Muddled naming makes Merida's new e-bike trinity a tricky range to understand. So here's what you need to know.


With three new e-bikes to choose from, Merida is aiming to offer something for everyone in the market for one of the best new electric mountain bikes. Let’s break those three models down and pinpoint their key differences and who they are aimed at.

Merida eOne-Sixty

The range-topping Merida eOne-Sixty 10K tips the scales at a claimed 22.2kg and comes with a carbon frame and non-removable, 600Wh battery.

Merida eOne-Sixty CF – the lighter one

  • Focus on reduced weight and agile ride
  • 600Wh non-removable battery inside the carbon frame
  • 174mm of travel (not 160mm as the name suggests)
  • Flexstays
  • Mullet wheels
  • Optional 360Wh range extender available
Merida eOne-Sixty

Same travel bigger battery, more weight. The Merida eOne-Sixty 875 has a 750Wh battery, alloy frame and identical geo and travel to the CF models, but incurs a 4kg weight penalty.

Merida eOne-Sixty Lite – the heavier one

  • Prioritises burly build and maximum range – not a light e-bike at all
  • 750Wh removable battery and alloy frame only
  • 174mm travel
  • Flexstays (yes, the flexstays are also alloy)
  • Mullet wheels
  • Optional 360Wh range extender takes the maximum battery capacity to a mind-blowing 1,110Wh (1.1Kwh)
Merida eOne-Sixty

With less travel and less aggressive geometry, the Merida eOne-Forty is the trail offering.

Merida eOne-Forty Lite – the shorter travel 29er

  • Focus on versatility – rack and pannier mounts mean this can be turned into a go-anywhere, SUV overlander
  • Alloy frame with 750Wh battery and optional 360Wh range extender
  • 143mm of travel at the rear, with seatstay pivots to accommodate rack fixings
  • 29in wheels front and rear

Hopefully that’s cleared things up. And if you want to know our early impressions of the new Merida eOne-Sixty Lite 875, read Danny’s first ride review here.

With the basics covered, let’s look at some of the details that make the new eOne-Sixty stand out from the crowd.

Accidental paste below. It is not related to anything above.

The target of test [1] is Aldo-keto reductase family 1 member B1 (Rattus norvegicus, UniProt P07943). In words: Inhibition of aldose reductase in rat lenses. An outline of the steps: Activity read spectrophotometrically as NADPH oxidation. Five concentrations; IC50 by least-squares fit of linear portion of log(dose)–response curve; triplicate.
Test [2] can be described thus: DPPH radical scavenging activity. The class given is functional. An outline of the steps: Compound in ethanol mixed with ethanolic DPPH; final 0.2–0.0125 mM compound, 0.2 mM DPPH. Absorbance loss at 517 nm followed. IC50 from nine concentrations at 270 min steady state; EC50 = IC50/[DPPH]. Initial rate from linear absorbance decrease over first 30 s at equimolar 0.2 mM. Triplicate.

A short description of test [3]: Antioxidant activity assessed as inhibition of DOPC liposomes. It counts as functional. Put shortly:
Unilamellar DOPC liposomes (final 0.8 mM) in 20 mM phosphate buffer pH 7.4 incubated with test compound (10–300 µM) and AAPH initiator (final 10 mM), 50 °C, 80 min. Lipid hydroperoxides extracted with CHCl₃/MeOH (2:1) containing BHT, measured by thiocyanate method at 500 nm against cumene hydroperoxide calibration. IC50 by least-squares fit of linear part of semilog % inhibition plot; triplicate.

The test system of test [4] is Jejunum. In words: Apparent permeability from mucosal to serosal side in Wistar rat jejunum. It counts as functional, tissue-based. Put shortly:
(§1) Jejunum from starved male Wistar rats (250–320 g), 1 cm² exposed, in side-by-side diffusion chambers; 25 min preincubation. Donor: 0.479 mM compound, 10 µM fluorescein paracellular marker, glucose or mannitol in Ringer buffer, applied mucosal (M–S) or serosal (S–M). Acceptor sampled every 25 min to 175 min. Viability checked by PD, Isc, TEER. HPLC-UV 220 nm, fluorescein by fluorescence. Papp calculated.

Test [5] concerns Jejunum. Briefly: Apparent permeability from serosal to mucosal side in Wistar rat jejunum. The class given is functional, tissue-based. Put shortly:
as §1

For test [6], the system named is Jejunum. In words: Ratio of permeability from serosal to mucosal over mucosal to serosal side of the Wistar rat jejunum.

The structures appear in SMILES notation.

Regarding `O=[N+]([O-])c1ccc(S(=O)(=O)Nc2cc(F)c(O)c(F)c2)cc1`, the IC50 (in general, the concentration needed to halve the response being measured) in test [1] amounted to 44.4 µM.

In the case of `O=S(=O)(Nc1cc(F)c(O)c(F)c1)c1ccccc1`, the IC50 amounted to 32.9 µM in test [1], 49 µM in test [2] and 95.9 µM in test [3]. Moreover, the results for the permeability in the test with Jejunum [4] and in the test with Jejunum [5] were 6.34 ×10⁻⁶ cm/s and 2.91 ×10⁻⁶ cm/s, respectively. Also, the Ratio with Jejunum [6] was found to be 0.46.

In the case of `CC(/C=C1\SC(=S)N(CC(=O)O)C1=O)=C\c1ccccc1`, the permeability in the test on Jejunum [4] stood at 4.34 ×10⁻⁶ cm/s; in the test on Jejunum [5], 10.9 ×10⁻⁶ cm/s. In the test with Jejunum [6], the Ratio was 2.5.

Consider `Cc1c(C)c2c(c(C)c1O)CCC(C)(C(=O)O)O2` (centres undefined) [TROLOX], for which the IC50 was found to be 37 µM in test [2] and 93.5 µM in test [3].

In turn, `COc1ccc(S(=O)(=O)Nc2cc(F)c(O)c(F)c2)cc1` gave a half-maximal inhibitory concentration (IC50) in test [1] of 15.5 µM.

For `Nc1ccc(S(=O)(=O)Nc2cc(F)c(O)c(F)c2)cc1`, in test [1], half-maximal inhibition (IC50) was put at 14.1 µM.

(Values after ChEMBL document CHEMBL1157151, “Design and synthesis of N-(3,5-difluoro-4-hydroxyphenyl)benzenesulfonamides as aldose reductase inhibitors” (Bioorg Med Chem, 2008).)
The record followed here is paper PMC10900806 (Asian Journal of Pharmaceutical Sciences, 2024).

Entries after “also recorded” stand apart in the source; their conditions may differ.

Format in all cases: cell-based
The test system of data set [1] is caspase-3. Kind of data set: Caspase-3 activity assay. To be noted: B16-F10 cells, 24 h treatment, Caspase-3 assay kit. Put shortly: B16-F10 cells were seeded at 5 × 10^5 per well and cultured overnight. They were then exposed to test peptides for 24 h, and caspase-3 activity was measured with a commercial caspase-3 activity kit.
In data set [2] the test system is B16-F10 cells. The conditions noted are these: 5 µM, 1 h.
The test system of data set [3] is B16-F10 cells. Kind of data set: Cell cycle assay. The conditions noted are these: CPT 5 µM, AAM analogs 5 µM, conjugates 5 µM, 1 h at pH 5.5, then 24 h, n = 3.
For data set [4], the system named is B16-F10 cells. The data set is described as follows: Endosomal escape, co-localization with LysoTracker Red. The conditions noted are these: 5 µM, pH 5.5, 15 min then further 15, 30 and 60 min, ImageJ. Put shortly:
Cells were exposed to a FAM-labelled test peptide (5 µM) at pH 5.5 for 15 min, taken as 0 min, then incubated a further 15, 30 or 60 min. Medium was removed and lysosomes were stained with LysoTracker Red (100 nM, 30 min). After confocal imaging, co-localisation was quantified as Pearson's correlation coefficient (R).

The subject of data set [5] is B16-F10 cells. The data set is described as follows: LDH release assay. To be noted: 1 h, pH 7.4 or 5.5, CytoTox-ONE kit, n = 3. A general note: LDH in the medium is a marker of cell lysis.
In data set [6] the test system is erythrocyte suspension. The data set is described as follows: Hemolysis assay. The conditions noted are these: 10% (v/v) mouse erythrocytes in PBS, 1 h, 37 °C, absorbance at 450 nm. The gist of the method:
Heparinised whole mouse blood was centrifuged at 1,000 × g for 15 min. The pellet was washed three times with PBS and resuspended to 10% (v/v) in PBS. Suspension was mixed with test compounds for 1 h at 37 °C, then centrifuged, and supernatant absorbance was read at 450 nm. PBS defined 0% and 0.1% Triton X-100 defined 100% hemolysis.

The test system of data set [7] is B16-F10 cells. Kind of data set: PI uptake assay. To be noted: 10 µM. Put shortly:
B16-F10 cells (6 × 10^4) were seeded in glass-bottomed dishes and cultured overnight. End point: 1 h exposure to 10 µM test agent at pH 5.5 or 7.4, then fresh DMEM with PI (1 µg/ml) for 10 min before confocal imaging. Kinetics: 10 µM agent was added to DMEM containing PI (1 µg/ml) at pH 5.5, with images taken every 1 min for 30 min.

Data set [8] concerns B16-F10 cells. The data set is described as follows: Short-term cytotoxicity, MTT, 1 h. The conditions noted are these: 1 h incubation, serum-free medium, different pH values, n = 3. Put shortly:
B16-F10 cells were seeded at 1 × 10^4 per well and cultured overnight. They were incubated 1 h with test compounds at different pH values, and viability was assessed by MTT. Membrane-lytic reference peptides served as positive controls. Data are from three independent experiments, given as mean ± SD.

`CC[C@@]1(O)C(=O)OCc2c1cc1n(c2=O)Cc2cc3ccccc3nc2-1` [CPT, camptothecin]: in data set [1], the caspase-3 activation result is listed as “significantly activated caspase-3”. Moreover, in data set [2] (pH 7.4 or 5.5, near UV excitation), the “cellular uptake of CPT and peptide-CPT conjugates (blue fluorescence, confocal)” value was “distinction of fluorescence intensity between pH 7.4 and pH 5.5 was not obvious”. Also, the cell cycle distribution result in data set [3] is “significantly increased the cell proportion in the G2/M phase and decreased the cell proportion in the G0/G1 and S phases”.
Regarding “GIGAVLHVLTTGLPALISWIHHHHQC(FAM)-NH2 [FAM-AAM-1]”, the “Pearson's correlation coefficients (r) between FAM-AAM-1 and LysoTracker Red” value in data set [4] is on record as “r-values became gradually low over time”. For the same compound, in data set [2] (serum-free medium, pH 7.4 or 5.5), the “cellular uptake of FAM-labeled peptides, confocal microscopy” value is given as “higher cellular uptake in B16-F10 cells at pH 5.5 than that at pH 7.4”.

Merida eOne-Sixty

Shimano’s EP801 features on all platforms.

Motor and battery

Merida has a cosy relationship with Shimano, so it’s no surprise to see the new eOne-Sixty stick with a Shimano motor, specifically the latest EP801. This gets around 100w more peak power than the previous Ep8, as well as better sealing and an extra wiring port for accessories. The main stats are 85Nm of torque, 600W peak power, a narrow q-factor for efficient pedalling, compact sizing and splined crank interface. There’s a compact, wired remote to cycle through the adjustable power modes, and a small colour display behind the bars with a frustratingly vague battery status indicator. Why frustrating? Well, with five chunks, each representing 20% charge, you can never be sure exactly how much juice you have left.

Merida eOne-Sixty

The eOne-Sixty Lite and eOne-Forty come with removable batteries in the down tube.

To help increase the range, Merida has sourced third-party batteries from Trendpower for the eOne-Sixty and eOne-Forty. To save weight in the CF model, Merida has gone for a 600Wh unit that’s not removable for charging. Reducing the number of cells saves weight in itself, but removing the battery clamps/latches and not having to reinforce the frame gives further savings. To put this into some kind of context, the new frame is claimed to be 800g lighter than the previous model, although not all of that saving will be down to the fixed battery.

Merida eOne-Sixty

The shock is offset to give clearance to the range extender.

In the not-particularly light ‘Lite’ version, the alloy frame still features a big cut-out in the down tube so you can remove the large-capacity 750Wh battery. And to supplement the internal power packs, both eOne-Sixty variants can be outfitted with the big 360Wh range extender, available to buy separately. This gives the eOne-Sixty what may be the biggest potential range of any e-bike with over 1Kwh on the Lite models, but it also leaves no space in the front triangle for a water bottle, and adds 2.9kg to the weight of the bike.

Merida eOne-Sixty

Merida takes a modern approach to sizing with short seat tubes, loads of standover clearance, and the option to choose between frame sizes based on handling preferences.

Frame geometry and sizing

The new e-bike models are offered in five frame sizes, all with low standover and short seat tubes so you can choose between three options depending on your handling preference. For example, the ‘Agilometer’ allows an average height rider to choose Short, for dynamic handling, Mid for balanced, or Long for stable.